Tue Jan 15 20:22:24 2013 /sbin/route add -net 128.0.0.0 netmask 128.0.0.0 gw 10.8.0.1
Tue Jan 15 20:22:24 2013 GID set to nogroup
Tue Jan 15 20:22:24 2013 UID set to nobody
Tue Jan 15 20:22:24 2013 Initialization Sequence Completed

That's it, you should now be able to connect to your OpenVPN server and encrypt all the traffic between your workstation and your server!

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Posted in Administration, HowTo, Networking, Softwares, System | No Comments »

How-To: Set up a L2TP over IPSec VPN using a Radius backend — page 3

Posted by chantra on 18th June 2010

This entry is part 3 of 3 in the series How-To: Set up a L2TP over IPSec VPN using a Radius backend

Using freeradius for authentication

Here I am going to consider that the freeradius server is set up correctly, meaning that you can already authenticate your users with freeradius using radtest utility.

In order to get ppp to use freeradius, we need to install libradius1:

# apt-get install libradius1

No we need to set up the server we use in /etc/radiusclient/servers. Here we use the default password on localhost:

localhost testing123

and finally, we tell ppp to use the radius plugin by adding at the end of /etc/xl2tpd/ppp-options.xl2tpd :

plugin radius.so

And that should be it!

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Posted in Administration, HowTo, Networking, System | No Comments »

How-To: Set up a L2TP over IPSec VPN using a Radius backend — page 2

Posted by chantra on 18th June 2010

This entry is part 1 of 3 in the series How-To: Set up a L2TP over IPSec VPN using a Radius backend

XL2TP

Now, let's get on the next phase: XL2TP.

Packages Requirements

You can install xl2tp with the following command:

# apt-get install xl2tp

Configuration

The configuration of xl2tp happens in /etc/xl2tpd/xl2tpd.conf. We are going to provide IPs in the range 10.10.10.2-10.10.10.254, 10.10.10.1 being the endpoint IP of the VPN server.

So go ahead and open /etc/xl2tpd/xl2tpd.conf and make it look like:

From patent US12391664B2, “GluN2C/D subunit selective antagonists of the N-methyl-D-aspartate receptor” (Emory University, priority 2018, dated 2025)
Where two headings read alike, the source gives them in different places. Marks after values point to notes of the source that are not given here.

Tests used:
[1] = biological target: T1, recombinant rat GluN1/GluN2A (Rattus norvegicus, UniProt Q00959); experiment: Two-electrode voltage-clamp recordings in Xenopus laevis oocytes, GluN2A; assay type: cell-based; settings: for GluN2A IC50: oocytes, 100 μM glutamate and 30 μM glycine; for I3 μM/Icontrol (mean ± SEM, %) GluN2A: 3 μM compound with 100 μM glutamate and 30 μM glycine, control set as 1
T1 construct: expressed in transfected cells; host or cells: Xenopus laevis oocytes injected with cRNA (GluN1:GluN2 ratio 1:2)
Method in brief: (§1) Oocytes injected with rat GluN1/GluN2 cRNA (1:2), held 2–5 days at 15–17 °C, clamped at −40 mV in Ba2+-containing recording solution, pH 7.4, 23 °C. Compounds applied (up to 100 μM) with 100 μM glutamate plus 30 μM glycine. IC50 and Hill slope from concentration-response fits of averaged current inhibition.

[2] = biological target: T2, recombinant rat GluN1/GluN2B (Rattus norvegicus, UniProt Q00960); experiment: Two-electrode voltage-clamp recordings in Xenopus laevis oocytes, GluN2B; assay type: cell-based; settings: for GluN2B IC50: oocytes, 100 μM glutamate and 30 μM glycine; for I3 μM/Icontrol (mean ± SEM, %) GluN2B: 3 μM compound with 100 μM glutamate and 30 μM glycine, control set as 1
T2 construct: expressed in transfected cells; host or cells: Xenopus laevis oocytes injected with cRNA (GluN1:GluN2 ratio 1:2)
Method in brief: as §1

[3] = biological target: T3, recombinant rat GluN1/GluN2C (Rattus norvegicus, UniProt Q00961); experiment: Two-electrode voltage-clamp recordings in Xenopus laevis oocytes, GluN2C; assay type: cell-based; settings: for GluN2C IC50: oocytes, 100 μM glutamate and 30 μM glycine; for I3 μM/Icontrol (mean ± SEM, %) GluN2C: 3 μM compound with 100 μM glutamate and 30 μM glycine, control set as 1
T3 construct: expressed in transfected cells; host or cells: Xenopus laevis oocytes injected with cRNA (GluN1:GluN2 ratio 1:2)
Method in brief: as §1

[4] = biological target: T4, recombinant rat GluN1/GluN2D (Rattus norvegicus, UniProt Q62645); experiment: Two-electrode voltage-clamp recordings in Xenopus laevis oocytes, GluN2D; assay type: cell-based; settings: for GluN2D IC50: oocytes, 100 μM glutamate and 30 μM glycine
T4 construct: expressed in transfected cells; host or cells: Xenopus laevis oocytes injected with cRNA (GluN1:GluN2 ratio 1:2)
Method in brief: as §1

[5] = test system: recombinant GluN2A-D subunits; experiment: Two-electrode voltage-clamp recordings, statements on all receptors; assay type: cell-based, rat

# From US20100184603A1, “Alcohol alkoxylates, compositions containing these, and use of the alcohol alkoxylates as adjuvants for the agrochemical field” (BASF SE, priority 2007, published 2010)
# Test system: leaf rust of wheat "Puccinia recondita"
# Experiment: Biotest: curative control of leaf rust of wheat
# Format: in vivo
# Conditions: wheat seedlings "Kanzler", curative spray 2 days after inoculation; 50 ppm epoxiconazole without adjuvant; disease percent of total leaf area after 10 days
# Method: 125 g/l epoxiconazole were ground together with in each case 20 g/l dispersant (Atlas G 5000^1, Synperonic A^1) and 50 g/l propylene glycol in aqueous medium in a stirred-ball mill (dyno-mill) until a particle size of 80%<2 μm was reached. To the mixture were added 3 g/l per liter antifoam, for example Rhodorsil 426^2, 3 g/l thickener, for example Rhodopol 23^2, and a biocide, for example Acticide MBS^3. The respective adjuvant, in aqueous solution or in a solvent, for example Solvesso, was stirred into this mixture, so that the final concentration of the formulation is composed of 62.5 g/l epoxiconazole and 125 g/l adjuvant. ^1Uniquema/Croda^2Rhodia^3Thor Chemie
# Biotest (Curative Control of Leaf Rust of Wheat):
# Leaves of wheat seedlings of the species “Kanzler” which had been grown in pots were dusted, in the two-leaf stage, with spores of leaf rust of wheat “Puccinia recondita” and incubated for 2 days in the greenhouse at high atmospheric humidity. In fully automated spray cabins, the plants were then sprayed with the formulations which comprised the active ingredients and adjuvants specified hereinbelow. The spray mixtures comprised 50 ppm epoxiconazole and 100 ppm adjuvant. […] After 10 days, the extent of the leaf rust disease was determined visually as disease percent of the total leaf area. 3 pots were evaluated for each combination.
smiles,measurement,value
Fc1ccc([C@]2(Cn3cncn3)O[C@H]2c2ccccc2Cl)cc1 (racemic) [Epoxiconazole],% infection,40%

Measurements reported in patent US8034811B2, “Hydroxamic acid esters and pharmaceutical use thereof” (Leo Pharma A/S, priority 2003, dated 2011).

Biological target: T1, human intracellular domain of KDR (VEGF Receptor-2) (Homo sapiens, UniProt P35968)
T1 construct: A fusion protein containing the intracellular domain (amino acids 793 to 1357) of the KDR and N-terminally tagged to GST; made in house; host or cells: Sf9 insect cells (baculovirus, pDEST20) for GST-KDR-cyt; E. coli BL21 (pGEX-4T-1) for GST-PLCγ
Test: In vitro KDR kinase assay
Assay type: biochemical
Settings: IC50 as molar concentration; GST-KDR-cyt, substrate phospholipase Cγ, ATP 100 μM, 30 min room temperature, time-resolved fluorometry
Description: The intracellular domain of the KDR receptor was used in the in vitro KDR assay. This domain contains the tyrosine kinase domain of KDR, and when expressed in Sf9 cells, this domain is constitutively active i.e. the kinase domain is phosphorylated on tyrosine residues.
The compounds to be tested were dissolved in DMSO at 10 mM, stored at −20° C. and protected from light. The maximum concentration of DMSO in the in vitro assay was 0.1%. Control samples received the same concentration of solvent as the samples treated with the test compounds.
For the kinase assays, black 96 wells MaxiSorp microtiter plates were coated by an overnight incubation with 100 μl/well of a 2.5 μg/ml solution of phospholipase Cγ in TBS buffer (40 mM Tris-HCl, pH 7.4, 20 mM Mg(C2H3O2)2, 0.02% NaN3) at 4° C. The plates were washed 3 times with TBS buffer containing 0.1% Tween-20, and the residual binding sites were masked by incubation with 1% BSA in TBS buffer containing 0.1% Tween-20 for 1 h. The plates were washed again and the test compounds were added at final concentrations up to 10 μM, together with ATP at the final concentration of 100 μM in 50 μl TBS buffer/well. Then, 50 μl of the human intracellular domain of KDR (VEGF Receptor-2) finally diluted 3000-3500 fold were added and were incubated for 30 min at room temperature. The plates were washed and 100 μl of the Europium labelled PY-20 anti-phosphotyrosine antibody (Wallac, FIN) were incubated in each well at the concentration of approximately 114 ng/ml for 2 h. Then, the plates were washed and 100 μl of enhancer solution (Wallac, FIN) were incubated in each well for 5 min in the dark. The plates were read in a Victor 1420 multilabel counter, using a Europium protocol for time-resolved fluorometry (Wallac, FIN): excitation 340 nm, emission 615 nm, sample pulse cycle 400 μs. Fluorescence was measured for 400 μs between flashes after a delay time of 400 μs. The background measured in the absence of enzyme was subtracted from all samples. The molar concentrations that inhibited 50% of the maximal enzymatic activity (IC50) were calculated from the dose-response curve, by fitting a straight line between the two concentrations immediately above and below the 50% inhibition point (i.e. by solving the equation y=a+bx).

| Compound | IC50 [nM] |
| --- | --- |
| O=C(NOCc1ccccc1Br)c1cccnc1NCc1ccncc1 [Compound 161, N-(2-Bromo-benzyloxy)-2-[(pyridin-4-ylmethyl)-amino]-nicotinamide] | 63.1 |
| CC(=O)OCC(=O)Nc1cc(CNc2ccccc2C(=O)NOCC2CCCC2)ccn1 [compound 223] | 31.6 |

[global]
ipsec saref = yes
listen-addr = your external IP address
port = 1701
[lns default]
ip range = 10.10.10.2-10.10.10.254
local ip = 10.10.10.1
refuse chap = yes
require pap = yes
require authentication = no
name = LinuxVPNserver
hostname = YourHostName
ppp debug = yes
length bit = yes
pppoptfile = /etc/xl2tpd/ppp-options.xl2tpd

Copy an example config from xl2tp doc:

sudo cp /usr/share/doc/xl2tpd/examples/ppp-options.xl2tpd /etc/xl2tpd/ppp-options.xl2tpd

Now go and edit etc/xl2tpd/ppp-options.xl2tpd and make it look like:

require-pap
crtscts
idle 1800
mtu 1200
mru 1200
nodefaultroute
debug
lock
proxyarp
connect-delay 5000

Same here, change it with whatever mstches your settings (DNS...)

Finally test your configuration with:

sudo xl2tpd -D

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Posted in Administration, HowTo, Networking, System | 1 Comment »

How-To: Set up a L2TP over IPSec VPN using a Radius backend

Posted by chantra on 18th June 2010

This entry is part 1 of 3 in the series How-To: Set up a L2TP over IPSec VPN using a Radius backend

Even though I pretty like OpenVPN, there is still some devices that might not support the TUN/TAP driver needed by OpenVPN.

Take IPhones, Android phones for instance, you need to root them in order to get that feature, assuming somebody has already cooked a ROM for your device.

L2TP is quite and old standard that allow setting up VPNs.

On the other end, it does not provide any kind of encryption mechanism, and as such, it is pretty common to get L2TP running over an IPSec link.

In this tutorial, we are going to set up this kind of VPN. First IPSec will create an encrypted link, then L2TP will create a VPN link.

We are going to use a Pre-Shared Key (or PSK) for IPsec.

L2TP will use PAP as an authentication mechanism.
Why PAP? Because that allow us to store encrypted password instead of plain text one. Some might say that the password will go over the wire unencrypted, but here we have IPSec taking care of not letting our password be seeing by others.